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Samsung Electronics Co Ltd
Koninklijke Philips NV
Want to get an iPhone 5 but can’t handle the wait for the Apple (AAPL) release later this month? You might consider buying a knockoff from Goophone. This little-known Chinese company has just announced the launch of its own iPhone 5 look-alike, the Goophone I5, and says it has already patented it in China, according to Gizchina.com. It may even consider suing Apple when the Cupertino (Calif.) company starts selling its sixth-generation iPhone in China, reports the tech and gadgets website.
Goophone’s Apple clone (viewable on its website) is believed to be a close copy of the iPhone 5. Like Apple’s upcoming smartphone, it reportedly has a larger 4-inch screen. It also has a smaller dock connector. Apart from a small honeybee logo on the back (and, at $300, a likely cheaper price—Apple hasn’t announced what it will charge for its next phone in China), it looks remarkably like the much-anticipated next-generation iPhone. But it runs on Google’s (GOOG) Android system and is believed to have much more limited functions internally.
Goophone apparently is the smartphone business of Shenzhen Shenma Lianzhong e-Commerce. The company was founded in 2011 and has more than 500 employees, according to its website. It also sells a clone of a Samsung (005930) Galaxy smartphone. An employee who refused to identify himself hung up the phone when I asked about the Apple patent issue.
This is hardly the first time Apple or other global electronics brands, such as Sony (SNE), Philips Electronics (PHG), and Dell (DELL), have faced copycats or been sued in China. Most big electronics companies are dealing with at least a few patent or trademark suits at any one time, says He Jing, an intellectual property rights lawyer at Beijing-based ZY Partners. And Apple, for its part, in July paid $60 million to settle a trademark infringement suit involving its iPad, brought by Shenzhen-based Proview. Also in July, a Chinese chemical company said Apple’s Snow Leopard operating system violates its trademark (the company’s Chinese name translates as “snow leopard”). And Apple recently has been sued by another Chinese company for allegedly infringing its voice-recognition software. Calls and an e-mail to the China spokesman for Apple were not answered.
Indeed, the business of being what is called a “patent troll,” or filing for a technology, design, or trademark before global brands get around to it in hopes of getting paid off by the brand, has become big business in China, according to He. The recent Apple settlement “definitely stimulated more cases. That showed some people in China another way to get rich fast,” he says. “Chinese companies learn this quickly.”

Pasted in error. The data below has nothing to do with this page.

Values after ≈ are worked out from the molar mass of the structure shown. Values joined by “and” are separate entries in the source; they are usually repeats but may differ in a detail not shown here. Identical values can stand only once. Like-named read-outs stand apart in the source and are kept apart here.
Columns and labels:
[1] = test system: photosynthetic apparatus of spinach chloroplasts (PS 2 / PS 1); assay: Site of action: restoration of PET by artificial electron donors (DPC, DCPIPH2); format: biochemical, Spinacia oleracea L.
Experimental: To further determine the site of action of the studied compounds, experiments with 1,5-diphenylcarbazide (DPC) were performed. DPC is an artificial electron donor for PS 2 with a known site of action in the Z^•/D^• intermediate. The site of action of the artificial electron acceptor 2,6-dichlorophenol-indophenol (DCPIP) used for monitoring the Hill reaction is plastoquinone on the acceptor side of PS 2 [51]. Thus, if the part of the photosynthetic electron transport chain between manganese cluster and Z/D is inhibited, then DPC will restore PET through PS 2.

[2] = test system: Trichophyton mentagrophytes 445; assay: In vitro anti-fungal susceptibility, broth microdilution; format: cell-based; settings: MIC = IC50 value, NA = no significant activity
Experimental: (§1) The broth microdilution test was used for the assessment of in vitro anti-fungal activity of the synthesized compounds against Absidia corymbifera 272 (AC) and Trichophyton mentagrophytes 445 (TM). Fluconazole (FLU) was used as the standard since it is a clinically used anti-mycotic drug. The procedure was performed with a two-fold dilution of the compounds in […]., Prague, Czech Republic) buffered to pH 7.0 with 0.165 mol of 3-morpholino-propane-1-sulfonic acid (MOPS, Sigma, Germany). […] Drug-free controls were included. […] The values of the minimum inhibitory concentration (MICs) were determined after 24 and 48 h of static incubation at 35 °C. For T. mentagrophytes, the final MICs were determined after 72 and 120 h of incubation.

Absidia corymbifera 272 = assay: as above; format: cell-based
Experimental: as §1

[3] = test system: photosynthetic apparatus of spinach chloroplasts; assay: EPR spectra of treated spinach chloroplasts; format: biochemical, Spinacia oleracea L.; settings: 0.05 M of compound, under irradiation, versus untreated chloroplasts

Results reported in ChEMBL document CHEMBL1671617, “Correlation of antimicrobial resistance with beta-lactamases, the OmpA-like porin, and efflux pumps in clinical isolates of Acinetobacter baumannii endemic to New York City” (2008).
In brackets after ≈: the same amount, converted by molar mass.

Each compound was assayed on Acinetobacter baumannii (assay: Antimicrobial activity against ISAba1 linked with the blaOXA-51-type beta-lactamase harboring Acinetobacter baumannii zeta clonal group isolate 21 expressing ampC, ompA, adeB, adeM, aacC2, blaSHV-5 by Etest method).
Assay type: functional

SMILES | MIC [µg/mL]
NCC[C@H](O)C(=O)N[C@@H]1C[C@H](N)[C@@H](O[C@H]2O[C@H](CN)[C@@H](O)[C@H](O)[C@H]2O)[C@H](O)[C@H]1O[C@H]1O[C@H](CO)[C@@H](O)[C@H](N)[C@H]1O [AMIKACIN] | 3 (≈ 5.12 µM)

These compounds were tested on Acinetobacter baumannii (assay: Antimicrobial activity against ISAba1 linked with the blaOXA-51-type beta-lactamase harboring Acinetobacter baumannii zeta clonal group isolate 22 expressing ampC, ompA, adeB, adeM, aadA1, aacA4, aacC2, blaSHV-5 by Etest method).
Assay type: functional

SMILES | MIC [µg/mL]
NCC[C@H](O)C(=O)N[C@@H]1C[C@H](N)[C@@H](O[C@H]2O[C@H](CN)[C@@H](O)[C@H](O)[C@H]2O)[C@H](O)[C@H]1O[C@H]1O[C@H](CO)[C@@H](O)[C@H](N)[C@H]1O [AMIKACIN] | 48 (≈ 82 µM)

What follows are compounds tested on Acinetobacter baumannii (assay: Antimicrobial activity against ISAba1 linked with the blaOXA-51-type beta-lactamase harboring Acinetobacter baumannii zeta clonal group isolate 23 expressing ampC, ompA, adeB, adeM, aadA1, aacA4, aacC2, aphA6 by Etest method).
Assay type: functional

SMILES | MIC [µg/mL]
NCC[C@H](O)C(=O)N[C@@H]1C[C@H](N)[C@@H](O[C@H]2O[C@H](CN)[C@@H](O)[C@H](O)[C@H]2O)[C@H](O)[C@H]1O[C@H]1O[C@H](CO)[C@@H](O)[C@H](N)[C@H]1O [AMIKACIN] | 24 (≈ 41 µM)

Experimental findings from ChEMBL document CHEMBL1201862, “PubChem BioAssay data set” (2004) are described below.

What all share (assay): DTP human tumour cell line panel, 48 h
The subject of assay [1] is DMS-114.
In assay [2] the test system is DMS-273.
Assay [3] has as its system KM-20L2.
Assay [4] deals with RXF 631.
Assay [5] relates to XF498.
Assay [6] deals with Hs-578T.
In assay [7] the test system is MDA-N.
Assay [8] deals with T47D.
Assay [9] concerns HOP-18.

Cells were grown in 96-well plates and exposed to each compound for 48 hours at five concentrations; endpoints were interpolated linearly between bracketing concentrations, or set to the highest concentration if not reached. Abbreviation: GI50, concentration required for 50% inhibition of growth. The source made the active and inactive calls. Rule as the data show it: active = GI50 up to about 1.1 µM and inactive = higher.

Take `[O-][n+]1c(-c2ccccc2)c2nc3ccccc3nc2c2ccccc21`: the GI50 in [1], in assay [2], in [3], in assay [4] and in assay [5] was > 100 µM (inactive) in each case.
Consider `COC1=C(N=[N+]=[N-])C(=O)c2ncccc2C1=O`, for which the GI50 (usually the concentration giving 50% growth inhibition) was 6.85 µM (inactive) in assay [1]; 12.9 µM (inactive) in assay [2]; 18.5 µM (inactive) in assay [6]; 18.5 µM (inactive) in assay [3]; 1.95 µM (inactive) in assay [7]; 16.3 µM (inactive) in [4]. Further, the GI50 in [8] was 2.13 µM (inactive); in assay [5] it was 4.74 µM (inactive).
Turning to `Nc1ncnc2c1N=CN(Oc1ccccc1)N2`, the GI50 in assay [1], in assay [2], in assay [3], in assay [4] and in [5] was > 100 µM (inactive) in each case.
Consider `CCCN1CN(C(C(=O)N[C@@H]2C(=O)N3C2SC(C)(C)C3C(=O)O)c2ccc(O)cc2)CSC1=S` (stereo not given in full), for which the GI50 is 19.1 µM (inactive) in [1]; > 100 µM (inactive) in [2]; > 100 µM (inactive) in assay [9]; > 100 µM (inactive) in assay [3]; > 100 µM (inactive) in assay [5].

Chinese authorities like to tout the surging growth of patents filed in China, but that fast expansion is proving to be part of the problem. While China this year is expected to eclipse the U.S. in total number of patents filed, many of those are considered low-quality, “junk” patents. Indeed, of the 530,000 patents granted in China during the first half of this year—up 26.8 percent from a year earlier—only 107,000 were invention patents; out of 857,000 patent applications, just 258,000 were for invention patents. The remainder were either design or “utility model” patents (those related to the shape or structure of a product—not part of the U.S. patent regime), neither of which require any kind of rigorous examination process before being approved, says He.
For its part, China continues to push the rapid growth of new patents by providing cheap credit and other preferential policies to facilitate new patent registration by companies and individuals. And that’s likely to continue, as Beijing has set a goal of receiving 2 million patent applications per year by 2015. “Behind the patents are millions of inventors involved in technology research,” said State Intellectual Property Office Commissioner Tian Lipu at a July 16 ceremony in Beijing commemorating the awarding of China’s 1 millionth invention patent. They “contribute to improving China’s innovation capacity and the country’s change to an innovation-driven country.”
The European Union Chamber of Commerce in China, which represents more than 1,700 European companies operating in the country, pointed to the downside of that growth in its paper released on Sept. 6:
Trademark squatting is becoming big business in China as Chinese companies and individuals understand the “first to file” system. They target foreign trademarks that are not yet registered in China but have the potential to be, and pre-emptively file those trademarks in their own name, thus blocking the possible entry of the original trademark owner in the Chinese market.
These filers hope that when the foreign rights holder realizes that they are unable to register and exploit their trademark in China they will approach them to negotiate a possible purchase.